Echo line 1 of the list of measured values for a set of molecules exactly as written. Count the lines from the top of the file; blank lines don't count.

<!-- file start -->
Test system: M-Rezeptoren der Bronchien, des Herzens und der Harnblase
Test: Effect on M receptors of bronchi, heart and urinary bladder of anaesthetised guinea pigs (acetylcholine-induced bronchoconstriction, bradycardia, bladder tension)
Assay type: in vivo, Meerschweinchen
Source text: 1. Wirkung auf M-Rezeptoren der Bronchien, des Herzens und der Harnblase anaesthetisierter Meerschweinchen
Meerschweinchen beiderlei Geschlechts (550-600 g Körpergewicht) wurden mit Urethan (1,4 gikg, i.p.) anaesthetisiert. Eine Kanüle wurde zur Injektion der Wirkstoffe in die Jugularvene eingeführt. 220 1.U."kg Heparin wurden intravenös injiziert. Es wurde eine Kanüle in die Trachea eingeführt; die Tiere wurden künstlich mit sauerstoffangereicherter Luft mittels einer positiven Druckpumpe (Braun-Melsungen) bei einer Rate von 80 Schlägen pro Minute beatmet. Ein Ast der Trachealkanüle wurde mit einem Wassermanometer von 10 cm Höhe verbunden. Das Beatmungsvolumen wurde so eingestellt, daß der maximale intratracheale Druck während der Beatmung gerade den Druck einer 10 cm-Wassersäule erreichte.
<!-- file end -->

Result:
Test system: M-Rezeptoren der Bronchien, des Herzens und der Harnblase